Toothaches come unannounced, and if left unattended, can quickly turn into violently painful emergencies. And studies show that such dental care emergencies are on the rise. The American Dental Association conducted an analysis which revealed that just between the years 2000 and 2012, the number of ER visits for dental emergencies had shot up from 1.1 million to 2.2 million. Know your dental emergency procedure cost once your dental problem is fixed.
Here’s why the ER is becoming a more common choice, and how to decide whether it is right for you.
There are quite a few factors that drive people to the ER for tooth pain, despite it being expensive and not necessarily more effective than a visit to the dental clinic.
- The tooth pain is unbearable: Most people are happy to visit their regular dentist for routine check-ups, but when it comes to sharp pain that they cannot stand, they choose to go straight to the ER with the intention to get quick relief. This costs over three times the dentist consultation fee, and the patient often leaves with just a prescription for antibiotics or painkillers.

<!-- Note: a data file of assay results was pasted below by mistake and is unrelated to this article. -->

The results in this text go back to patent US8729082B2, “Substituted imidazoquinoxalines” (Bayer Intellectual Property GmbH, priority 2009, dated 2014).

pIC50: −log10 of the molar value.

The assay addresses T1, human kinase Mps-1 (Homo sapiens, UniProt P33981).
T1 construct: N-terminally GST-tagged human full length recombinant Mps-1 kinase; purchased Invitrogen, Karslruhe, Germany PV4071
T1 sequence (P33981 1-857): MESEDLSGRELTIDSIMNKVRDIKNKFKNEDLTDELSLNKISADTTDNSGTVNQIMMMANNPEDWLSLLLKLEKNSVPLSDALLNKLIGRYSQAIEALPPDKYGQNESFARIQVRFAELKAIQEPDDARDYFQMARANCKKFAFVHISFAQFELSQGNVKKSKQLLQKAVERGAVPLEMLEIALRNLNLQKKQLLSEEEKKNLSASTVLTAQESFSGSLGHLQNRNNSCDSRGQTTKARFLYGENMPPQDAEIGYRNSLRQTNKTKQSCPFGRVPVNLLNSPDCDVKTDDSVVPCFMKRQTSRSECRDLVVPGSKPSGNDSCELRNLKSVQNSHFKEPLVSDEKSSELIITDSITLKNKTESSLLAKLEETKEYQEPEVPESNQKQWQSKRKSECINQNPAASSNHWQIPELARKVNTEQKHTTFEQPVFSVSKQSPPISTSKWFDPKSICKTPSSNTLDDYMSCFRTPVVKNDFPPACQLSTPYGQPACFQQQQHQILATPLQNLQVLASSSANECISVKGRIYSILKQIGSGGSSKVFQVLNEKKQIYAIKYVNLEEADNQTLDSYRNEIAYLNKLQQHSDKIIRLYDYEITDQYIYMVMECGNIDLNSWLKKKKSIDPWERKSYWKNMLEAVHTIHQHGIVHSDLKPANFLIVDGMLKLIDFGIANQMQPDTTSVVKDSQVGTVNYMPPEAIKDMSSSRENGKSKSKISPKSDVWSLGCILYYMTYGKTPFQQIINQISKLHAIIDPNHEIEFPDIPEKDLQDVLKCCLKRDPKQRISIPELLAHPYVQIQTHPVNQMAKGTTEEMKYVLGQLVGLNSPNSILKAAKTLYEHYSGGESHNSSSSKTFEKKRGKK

- Routine dental visits are not taken seriously: A toothache becomes chronic over a period of time and can be detected and treated early through a routine dentist visit. A 2015 study revealed that one in ten adult citizens did not get any routine check-ups done in a year, and more than a quarter of senior citizens and working-age citizens had untreated cavities.
- Dental care is considered expensive: Especially in lower income and middle-class households, families put off dental care as much as they can, and opt for the cheapest dental insurance cover. As a result, people try and find workarounds to suppress a toothache, and this experimentation often leads to even more serious problems like swollen jaws and growing infections.
Should I go to the ER for my tooth pain?
Going to the ER for tooth pain is not an option to be ignored especially if the pain becomes unbearable in the non-business hours of your local dentist, your pain threshold reduces, or if you see some unusually serious symptoms.
For instance, if your mouth starts to bleed unstoppably as a result of the pain, if the pain is expanding down to your neck, or if you have an infected abscess in your mouth, going to the ER is very likely to be your best option.
The Dental ER is capable of handling toothache emergencies. However, for tooth pain without other symptoms, it is better to visit the dentist’s clinic and have it treated. You will end up saving a lot of money, without compromising on your dental health.